Farm Chores – Cleaning the Chicken Coop

One of the recurring farm chores is to clean out the chicken coop periodically. The cleaning process can take anywhere from a few minutes to several hours depending on how long between cleanings and how thoroughly you want to clean the coop.

Chickens coops don’t need to smell bad and a bad smell (usually a strong ammonia smell) is usually an indication that cleaning is actually long overdue.

The chicken coop right before fall cleaning.

The chicken coop right before fall cleaning.

Click through to see the before and after pictures from the coop.

Because winter is approaching and the flock will be spending increasing amounts of time inside the coop as it gets colder, we decided to do a full coop cleaning for the fall.

Coop nest boxes before cleaning.

Coop nest boxes before cleaning.

Unfortunately, chicken poop can be turned into a toxic dust during cleaning that gets kicked up into the air. To make sure we don’t breath in too much dust during cleaning, we use protective breathing masks like the one pictured below.

This is the breathing mask we use for coop cleaning.

This is the breathing mask we use for coop cleaning.

For the actual cleaning, most of the work is just scraping and scooping out chicken poop, feathers, and soiled bedding (mostly pine and cedar shavings).  The easiest technique for us is to clean off the roosts and tops of the nest boxes with a square shovel. Then we can use the same square shovel to scrap the floor clean as well. We also use a grain scoop to scoop up the pile after scraping the floor with the square shovel. We take the removed debris out to the compost heap.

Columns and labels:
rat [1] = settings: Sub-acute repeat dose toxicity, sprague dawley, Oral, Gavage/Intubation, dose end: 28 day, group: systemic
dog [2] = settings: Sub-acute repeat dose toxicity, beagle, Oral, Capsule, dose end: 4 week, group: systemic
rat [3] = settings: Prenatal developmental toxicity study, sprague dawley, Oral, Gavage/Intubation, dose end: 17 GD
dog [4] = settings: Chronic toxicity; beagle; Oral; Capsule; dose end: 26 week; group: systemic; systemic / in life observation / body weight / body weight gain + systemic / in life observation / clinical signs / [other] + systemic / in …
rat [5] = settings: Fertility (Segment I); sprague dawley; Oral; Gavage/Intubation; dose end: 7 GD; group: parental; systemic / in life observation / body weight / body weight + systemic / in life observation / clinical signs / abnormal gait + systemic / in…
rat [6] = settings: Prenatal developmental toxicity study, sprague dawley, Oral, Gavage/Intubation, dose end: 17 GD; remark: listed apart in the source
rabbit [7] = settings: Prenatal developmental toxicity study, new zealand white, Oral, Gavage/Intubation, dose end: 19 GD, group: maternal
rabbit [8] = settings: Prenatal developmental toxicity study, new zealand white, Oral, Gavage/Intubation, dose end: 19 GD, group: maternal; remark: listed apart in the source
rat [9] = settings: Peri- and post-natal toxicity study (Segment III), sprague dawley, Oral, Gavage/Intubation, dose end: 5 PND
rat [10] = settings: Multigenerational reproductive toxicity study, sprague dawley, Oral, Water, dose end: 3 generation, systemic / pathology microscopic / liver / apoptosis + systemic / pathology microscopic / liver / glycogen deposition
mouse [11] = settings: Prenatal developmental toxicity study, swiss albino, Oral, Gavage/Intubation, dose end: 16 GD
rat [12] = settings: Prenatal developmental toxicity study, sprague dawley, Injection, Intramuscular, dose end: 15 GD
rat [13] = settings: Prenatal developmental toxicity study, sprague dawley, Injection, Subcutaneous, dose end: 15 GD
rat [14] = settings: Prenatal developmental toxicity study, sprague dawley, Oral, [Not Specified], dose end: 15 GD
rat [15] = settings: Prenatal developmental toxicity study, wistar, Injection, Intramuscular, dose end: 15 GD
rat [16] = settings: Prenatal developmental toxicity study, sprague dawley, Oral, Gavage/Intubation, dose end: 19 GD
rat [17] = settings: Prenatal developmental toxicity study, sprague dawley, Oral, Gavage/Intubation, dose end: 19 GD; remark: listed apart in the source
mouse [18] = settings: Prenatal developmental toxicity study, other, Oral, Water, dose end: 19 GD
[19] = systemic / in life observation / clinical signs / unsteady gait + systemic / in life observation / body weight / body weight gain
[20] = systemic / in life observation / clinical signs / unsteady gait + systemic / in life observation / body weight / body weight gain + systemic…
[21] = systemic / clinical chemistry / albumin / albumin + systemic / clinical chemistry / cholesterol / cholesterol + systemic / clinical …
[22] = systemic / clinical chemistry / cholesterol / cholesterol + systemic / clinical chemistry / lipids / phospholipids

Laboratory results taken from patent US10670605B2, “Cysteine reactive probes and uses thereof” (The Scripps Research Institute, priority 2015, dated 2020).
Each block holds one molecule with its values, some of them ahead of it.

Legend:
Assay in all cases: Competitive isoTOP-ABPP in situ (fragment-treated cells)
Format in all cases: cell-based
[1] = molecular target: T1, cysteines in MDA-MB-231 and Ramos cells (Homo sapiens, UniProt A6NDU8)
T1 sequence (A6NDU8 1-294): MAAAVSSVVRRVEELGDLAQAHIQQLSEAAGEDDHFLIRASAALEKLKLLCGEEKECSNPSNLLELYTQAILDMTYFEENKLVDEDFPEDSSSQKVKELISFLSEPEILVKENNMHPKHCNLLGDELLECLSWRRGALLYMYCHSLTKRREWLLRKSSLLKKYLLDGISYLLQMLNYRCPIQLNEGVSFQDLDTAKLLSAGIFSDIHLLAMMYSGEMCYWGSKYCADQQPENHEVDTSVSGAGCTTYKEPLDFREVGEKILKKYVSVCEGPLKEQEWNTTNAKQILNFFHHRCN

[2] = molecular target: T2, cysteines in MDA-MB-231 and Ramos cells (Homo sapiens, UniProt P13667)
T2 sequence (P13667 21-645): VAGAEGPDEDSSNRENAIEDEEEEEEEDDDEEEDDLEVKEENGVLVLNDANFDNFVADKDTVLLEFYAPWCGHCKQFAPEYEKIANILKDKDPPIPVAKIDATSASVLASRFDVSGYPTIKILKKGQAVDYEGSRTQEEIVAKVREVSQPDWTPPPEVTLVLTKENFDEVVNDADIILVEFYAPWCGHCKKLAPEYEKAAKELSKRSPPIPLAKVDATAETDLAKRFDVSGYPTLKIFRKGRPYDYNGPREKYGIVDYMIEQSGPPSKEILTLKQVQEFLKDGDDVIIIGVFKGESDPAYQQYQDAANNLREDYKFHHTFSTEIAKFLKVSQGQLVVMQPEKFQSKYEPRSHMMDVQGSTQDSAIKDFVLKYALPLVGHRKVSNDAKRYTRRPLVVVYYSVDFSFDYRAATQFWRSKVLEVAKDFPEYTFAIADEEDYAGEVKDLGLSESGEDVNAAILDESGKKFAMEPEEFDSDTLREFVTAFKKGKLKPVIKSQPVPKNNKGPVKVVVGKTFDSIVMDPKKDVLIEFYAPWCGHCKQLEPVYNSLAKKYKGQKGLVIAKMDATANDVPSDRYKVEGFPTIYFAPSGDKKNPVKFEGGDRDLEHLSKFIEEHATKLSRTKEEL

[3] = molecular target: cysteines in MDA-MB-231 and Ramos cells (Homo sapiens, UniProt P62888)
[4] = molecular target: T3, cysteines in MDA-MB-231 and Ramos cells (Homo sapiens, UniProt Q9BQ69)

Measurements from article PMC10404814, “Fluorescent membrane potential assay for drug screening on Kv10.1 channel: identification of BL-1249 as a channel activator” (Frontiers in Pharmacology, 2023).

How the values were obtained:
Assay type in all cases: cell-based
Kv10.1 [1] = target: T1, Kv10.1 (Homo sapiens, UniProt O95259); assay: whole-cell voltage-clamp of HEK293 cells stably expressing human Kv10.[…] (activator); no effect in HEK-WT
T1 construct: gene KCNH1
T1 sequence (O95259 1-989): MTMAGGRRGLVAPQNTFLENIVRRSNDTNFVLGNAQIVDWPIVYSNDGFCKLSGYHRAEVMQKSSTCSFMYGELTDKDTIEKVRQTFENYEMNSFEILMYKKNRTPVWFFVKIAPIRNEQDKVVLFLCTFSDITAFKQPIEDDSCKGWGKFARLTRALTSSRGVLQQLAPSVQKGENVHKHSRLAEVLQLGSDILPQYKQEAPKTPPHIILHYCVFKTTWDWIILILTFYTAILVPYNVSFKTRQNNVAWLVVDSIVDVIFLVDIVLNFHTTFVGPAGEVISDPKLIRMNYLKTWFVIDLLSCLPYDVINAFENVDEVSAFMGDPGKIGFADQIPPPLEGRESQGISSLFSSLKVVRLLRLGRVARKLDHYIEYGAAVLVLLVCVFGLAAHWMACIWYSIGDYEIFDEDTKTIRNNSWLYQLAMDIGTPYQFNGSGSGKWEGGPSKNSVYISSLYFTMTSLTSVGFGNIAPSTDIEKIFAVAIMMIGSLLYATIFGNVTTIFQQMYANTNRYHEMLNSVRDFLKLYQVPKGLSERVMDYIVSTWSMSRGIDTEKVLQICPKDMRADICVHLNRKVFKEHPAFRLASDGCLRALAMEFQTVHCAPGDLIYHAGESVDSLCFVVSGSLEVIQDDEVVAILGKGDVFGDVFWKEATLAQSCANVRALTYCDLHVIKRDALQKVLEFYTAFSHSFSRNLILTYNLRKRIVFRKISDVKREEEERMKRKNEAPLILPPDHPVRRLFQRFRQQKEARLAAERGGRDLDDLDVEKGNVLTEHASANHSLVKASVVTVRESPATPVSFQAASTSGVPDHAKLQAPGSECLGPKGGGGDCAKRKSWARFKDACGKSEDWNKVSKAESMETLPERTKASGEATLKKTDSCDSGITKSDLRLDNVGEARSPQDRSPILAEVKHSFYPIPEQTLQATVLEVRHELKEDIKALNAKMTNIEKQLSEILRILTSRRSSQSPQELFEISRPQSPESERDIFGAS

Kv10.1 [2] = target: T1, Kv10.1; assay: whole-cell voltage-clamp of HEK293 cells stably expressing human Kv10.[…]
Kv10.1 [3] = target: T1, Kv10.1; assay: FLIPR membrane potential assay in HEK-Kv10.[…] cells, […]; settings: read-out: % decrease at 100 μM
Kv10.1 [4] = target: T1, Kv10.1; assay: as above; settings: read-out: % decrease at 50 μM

The coop after cleaning.

The coop after cleaning.

A nest box after initial cleaning.

A nest box after initial cleaning.

Now that the coop is mostly cleaned out, we can do a deeper clean. We just use straight vinegar or apple cider vinegar. (Note that you should not use bleach – chicken poop contains a high amount of ammonia and if you use bleach, it can create toxic gas). We spread the vinegar over most of the surfaces and rub it in with a brush. We then leave the coop for several hours to dry out.

Once it is dry, we put in some new bedding into the coop for the chickens. We use cedar chips for the nest boxes and the top of the next boxes and pine bedding on the floor.

Nest box with fresh cedar chips.

Nest box with fresh cedar chips.

Clean coop ready for use.

Clean coop ready for use.

We open the door and the chickens can go in for the night into a fresh, clean coop.

Chicken coop door is open, ready for use.

Chicken coop door is open, ready for use.

Leave a Reply

Your email address will not be published.